Your dream client is finally struggling to produce the results they need. They’re now unhappy enough to consider looking at another provider who might replace you competitor, the company that has owned the relationship with them for a decade. A few of the main contacts inside this company sit down to discuss who they should invite in for a conversation.
Why would your dream client think about you at this exact moment.
- Would you have communicated with the contacts inside this company so frequently, and so consistently, that your name would be the first name that comes to mind?
- Would you have nurtured these relationships for so long that everyone inside this company would know you for the constant delivery of valuable ideas and insights?
- Would your dream client know what your views are, what your values are, and know how you are likely to think about their challenges? Would they know you have a strong opinion here?
- Would the last communication have been so recently that you are top of mind, your last call having been less than two weeks earlier?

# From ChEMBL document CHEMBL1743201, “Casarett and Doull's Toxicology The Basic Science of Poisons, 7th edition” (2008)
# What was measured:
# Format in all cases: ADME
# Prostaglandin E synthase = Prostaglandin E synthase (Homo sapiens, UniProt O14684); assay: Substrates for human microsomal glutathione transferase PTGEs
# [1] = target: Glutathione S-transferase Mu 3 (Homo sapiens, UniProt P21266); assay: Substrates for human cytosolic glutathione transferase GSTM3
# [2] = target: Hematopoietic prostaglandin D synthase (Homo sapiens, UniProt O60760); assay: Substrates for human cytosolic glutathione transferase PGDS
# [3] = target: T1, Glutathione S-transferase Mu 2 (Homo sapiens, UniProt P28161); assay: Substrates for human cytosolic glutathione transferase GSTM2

- Would your dream client know what you look like? Could they pick you out of a line up with only your name and your company name to go by?
- Would your dream client have your business card, a trail of emails, an email with your name and phone number in the subject line, or something else they could refer to contact you?
You need to be known before your dream client has a reason to know you. More still, you need to be known for the value you create. Your company’s views and values on important issues should be one of the reasons your dream clients feel confident in calling you, knowing that what you believe is going to help them produce better results.
If your dream client has never met you, has no record of communication with you, and has no idea how to get ahold of you, you aren’t going to be the first name they call.
In fact, you should tell your dream client that you want to be the first person they call whenever they need anything. Then you should act accordingly.
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"In The Lost Art of Closing, Anthony proves that the final commitment can actually be one of the easiest parts of the sales process—if you’ve set it up properly with other commitments that have to happen long before the close. The key is to lead customers through a series of necessary steps designed to prevent a purchase stall."
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Filed under: Sales Acumen